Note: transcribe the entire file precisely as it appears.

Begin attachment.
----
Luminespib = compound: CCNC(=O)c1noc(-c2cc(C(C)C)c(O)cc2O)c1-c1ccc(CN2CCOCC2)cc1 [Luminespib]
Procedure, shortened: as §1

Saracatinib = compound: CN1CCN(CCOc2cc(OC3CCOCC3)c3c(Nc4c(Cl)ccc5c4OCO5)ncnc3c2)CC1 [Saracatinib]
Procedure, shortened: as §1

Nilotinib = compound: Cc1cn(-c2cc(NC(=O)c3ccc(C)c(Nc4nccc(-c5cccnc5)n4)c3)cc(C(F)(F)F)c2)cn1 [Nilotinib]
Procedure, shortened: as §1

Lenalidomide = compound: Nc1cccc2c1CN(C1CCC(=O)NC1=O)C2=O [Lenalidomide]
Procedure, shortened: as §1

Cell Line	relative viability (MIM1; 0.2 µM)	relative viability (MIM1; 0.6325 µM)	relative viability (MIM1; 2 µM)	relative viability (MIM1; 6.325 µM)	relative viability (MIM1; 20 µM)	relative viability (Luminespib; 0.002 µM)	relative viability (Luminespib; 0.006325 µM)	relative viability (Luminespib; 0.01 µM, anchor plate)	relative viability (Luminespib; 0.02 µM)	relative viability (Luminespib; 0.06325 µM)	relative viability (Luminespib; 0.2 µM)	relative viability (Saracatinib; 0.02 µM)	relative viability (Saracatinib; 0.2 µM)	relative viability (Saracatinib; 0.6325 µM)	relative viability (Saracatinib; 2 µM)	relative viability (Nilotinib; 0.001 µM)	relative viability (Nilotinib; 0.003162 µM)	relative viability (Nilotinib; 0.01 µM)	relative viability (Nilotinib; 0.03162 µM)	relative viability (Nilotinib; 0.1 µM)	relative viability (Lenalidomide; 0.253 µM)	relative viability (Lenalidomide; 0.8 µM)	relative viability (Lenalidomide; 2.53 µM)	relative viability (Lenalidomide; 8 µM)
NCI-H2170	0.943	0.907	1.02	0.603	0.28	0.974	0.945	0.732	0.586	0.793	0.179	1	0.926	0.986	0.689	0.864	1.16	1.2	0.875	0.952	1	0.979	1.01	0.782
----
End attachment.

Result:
Luminespib = compound: CCNC(=O)c1noc(-c2cc(C(C)C)c(O)cc2O)c1-c1ccc(CN2CCOCC2)cc1 [Luminespib]
Procedure, shortened: as §1

Saracatinib = compound: CN1CCN(CCOc2cc(OC3CCOCC3)c3c(Nc4c(Cl)ccc5c4OCO5)ncnc3c2)CC1 [Saracatinib]
Procedure, shortened: as §1

Nilotinib = compound: Cc1cn(-c2cc(NC(=O)c3ccc(C)c(Nc4nccc(-c5cccnc5)n4)c3)cc(C(F)(F)F)c2)cn1 [Nilotinib]
Procedure, shortened: as §1

Lenalidomide = compound: Nc1cccc2c1CN(C1CCC(=O)NC1=O)C2=O [Lenalidomide]
Procedure, shortened: as §1

Cell Line	relative viability (MIM1; 0.2 µM)	relative viability (MIM1; 0.6325 µM)	relative viability (MIM1; 2 µM)	relative viability (MIM1; 6.325 µM)	relative viability (MIM1; 20 µM)	relative viability (Luminespib; 0.002 µM)	relative viability (Luminespib; 0.006325 µM)	relative viability (Luminespib; 0.01 µM, anchor plate)	relative viability (Luminespib; 0.02 µM)	relative viability (Luminespib; 0.06325 µM)	relative viability (Luminespib; 0.2 µM)	relative viability (Saracatinib; 0.02 µM)	relative viability (Saracatinib; 0.2 µM)	relative viability (Saracatinib; 0.6325 µM)	relative viability (Saracatinib; 2 µM)	relative viability (Nilotinib; 0.001 µM)	relative viability (Nilotinib; 0.003162 µM)	relative viability (Nilotinib; 0.01 µM)	relative viability (Nilotinib; 0.03162 µM)	relative viability (Nilotinib; 0.1 µM)	relative viability (Lenalidomide; 0.253 µM)	relative viability (Lenalidomide; 0.8 µM)	relative viability (Lenalidomide; 2.53 µM)	relative viability (Lenalidomide; 8 µM)
NCI-H2170	0.943	0.907	1.02	0.603	0.28	0.974	0.945	0.732	0.586	0.793	0.179	1	0.926	0.986	0.689	0.864	1.16	1.2	0.875	0.952	1	0.979	1.01	0.782